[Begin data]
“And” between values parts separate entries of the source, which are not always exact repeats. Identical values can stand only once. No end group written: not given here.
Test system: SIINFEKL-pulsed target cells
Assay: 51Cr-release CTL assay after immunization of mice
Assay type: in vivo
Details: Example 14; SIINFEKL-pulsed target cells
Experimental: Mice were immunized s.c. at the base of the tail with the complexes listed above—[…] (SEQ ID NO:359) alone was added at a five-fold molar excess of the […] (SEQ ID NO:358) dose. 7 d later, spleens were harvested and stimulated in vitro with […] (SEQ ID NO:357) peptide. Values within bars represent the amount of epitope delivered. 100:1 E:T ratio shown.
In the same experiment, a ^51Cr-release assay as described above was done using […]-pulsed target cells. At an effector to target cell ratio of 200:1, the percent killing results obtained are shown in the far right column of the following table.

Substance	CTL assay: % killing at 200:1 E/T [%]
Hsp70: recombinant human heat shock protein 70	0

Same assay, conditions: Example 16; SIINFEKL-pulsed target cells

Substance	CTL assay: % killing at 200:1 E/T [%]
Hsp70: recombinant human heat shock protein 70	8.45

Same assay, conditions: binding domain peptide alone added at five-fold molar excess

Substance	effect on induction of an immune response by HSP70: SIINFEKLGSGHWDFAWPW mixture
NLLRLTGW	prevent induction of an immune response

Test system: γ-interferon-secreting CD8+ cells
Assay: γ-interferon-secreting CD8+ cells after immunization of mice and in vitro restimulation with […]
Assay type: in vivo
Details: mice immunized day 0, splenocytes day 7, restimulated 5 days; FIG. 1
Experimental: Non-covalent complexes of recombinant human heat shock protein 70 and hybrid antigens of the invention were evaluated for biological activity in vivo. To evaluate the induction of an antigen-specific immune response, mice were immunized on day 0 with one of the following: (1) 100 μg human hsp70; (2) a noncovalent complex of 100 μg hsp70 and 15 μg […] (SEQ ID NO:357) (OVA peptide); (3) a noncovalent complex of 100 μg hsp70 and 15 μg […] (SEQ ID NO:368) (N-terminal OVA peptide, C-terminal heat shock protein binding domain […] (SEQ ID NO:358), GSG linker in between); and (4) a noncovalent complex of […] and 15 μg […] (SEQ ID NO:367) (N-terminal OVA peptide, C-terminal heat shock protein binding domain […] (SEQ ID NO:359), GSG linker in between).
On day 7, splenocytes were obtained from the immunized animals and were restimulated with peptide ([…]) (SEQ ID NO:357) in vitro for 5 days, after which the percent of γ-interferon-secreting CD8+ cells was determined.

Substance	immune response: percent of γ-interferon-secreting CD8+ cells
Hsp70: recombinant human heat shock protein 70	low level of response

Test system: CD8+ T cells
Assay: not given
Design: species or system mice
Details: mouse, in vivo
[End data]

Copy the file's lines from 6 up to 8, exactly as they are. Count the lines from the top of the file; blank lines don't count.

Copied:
Experimental: Mice were immunized s.c. at the base of the tail with the complexes listed above—[…] (SEQ ID NO:359) alone was added at a five-fold molar excess of the […] (SEQ ID NO:358) dose. 7 d later, spleens were harvested and stimulated in vitro with […] (SEQ ID NO:357) peptide. Values within bars represent the amount of epitope delivered. 100:1 E:T ratio shown.
In the same experiment, a ^51Cr-release assay as described above was done using […]-pulsed target cells. At an effector to target cell ratio of 200:1, the percent killing results obtained are shown in the far right column of the following table.

Substance	CTL assay: % killing at 200:1 E/T [%]